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COMMENT: How Bad A Shape Is Dick Smith Really In?

COMMENT: How Bad A Shape Is Dick Smith Really In?

One major retailer said “Even now it’s too late to get current and new model stock in time for the peak Xmas period, I suspect there is going to be a lot of old stock on their shelves running into Xmas”.

Some vendors have complained of late payments with questions
being raised about cash flow at the mass retailer. Several vendors that
ChannelNews has spoken to said that they rejected overtures from Dick Smith
management to stump large amounts of upfront cash for marketing before the
close of the June 2015 financial year.

One major vendor was asked to invest $1.6M upfront, another
vendor rejected the Dick Smith offer after the mass retailer failed to deliver
any sales forecasts for his product.   

Three weeks ago Neil Merola Marketing Manager at Dick Smith
told ChannelNews that the reason that the Company had stock and cash flow
problems was because they had “ordered stock in when the dollar was
stronger” than the current $0.72 to the US dollar.

Yesterday Dick Smith shocked the market today after
confessing that it expects financial year (FY) 2016’s profits to be $5 million
to $8 million below previous guidance for full year profit between $45 million
to $48 million.

Today their share value fell a further 4.6% as investors dumped the retailers stock. 

Financial Services Company Motley Fool said that when using
the mid-point of the guidance adjustments equates to a 14 per cent profit
downgrade blamed on weak October sales which may be an ominous omen travelling
into the all-important Christmas shopping season.

The big downgrade is a blow to the credibility of management
with Motley Fool claiming that the market is mad – marking down the stock down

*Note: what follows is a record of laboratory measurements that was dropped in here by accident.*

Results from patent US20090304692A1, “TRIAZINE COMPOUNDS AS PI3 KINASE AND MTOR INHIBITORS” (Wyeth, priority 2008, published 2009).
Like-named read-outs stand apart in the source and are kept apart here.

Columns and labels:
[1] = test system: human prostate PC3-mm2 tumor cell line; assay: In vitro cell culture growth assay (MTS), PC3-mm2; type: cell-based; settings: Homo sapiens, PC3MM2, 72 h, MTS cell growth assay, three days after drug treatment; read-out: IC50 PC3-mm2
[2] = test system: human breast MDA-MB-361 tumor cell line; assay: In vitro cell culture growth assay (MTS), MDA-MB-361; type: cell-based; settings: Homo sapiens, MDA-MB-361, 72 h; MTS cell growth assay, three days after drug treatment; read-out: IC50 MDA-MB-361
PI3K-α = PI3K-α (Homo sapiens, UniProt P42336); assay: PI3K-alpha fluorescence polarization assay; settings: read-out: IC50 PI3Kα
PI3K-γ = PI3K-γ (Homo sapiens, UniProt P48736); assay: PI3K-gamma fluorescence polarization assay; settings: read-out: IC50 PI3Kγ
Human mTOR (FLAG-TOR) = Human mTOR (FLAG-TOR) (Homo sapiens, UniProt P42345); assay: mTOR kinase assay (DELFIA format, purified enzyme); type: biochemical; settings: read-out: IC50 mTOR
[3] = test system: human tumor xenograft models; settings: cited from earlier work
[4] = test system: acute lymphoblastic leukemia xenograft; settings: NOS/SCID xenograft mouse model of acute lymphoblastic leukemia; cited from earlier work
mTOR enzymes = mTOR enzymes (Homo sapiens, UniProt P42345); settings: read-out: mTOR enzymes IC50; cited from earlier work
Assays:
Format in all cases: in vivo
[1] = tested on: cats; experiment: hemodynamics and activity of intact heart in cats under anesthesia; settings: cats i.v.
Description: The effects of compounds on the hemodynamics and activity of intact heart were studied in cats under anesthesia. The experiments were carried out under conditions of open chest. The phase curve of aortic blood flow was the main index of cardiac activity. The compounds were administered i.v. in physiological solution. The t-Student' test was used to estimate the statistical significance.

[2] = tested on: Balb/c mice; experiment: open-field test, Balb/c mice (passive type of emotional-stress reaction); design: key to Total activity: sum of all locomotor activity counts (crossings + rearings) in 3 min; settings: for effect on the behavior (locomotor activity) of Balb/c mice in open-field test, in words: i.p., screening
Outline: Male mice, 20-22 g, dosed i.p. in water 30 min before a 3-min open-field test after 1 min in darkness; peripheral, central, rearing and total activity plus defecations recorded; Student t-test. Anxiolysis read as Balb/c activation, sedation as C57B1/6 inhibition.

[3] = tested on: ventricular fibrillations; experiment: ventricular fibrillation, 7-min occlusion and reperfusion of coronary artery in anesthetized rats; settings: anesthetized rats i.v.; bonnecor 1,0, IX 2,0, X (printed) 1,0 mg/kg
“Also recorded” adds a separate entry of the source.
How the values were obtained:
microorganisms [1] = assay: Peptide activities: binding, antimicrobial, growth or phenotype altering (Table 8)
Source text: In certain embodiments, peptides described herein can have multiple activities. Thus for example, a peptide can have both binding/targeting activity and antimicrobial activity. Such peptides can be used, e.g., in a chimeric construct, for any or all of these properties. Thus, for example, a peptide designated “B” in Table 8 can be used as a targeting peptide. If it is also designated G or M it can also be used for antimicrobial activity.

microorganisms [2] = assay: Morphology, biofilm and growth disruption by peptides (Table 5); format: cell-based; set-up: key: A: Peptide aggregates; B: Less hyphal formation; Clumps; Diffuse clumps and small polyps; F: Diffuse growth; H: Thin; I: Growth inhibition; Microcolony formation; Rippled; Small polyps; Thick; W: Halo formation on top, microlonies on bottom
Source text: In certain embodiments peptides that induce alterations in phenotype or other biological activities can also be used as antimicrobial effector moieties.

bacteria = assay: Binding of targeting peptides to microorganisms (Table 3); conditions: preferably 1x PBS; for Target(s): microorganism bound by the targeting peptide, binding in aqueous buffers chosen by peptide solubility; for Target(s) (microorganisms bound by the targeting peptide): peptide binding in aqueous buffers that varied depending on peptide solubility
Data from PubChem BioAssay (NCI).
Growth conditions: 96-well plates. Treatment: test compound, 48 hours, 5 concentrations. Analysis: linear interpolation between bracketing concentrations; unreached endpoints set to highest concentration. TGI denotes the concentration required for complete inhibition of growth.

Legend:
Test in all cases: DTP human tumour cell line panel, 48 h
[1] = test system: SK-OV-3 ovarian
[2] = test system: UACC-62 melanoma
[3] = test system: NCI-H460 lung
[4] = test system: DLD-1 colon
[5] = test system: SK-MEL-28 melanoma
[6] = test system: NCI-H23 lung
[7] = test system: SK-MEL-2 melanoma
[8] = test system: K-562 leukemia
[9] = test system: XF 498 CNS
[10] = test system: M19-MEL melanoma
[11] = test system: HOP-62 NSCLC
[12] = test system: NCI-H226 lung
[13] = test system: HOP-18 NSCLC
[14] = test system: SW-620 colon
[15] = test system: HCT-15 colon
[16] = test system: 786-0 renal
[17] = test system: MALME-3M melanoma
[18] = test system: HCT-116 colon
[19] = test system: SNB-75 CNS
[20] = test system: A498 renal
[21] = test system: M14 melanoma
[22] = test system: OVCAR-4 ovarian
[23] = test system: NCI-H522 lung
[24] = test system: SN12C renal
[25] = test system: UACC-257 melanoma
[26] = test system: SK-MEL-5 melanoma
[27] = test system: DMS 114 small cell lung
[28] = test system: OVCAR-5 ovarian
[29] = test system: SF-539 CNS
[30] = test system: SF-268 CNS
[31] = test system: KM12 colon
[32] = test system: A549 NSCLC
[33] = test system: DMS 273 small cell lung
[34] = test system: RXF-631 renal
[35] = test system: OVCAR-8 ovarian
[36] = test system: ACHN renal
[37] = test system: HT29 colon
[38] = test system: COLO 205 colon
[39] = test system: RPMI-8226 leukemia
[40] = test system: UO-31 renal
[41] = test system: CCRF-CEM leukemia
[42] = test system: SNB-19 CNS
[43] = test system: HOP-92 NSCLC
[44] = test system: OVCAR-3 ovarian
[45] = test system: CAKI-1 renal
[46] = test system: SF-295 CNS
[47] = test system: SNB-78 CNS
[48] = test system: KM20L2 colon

It was just over two months ago that the company issued
previous guidance and blamed falling margins and a weak few weeks in October
“This not going to wash with investors already nervous about the
retailer’s outlook” said Motley Fool.

Motley Fool now raises the question as to whether Dick Smith
is too cheap to ignore?

Prior to listing in late 2013, Dick Smith was part owned by
Anchorage Capital an Australian-based turnaround and special situations private
equity firm that sold its holdings for $2.20 per share.

At today’s knocked-down price of 92 cents Dick Smith is
either a screaming bargain or falling knife depending on whether it can turn
around its fortunes as a public company.

The market appears to think not given it’s now valuing the
business at around $300 million, on just 7 to 8x Dick Smith’s forecast profit
of at least $40 million for the year ahead.

Assuming Dick Smith meets the bottom end of its new guidance
of at least $40 million then profit will only be marginally lower than FY15’s
profit of $43.1 million, which suggests small improvements would lead to a
return to a growth.

The business also now offers a huge trailing yield around
13%, which is likely to decline marginally, but still be attractive in the year
ahead at whatever the adjusted level.

However, turnarounds seldom turn and the fact that margins
and profits are falling despite same store sales being up 1.3% in Q1 2016 is
another worrying sign as to the underlying health of the business.

The business is likely feeling competitive heat from rivals
JB Hi-Fi and Harvey Norman Holdings and yesterday Harvey Norman posted a strong
quarterly sales update which suggests it’s winning the battle in the electronic
goods space.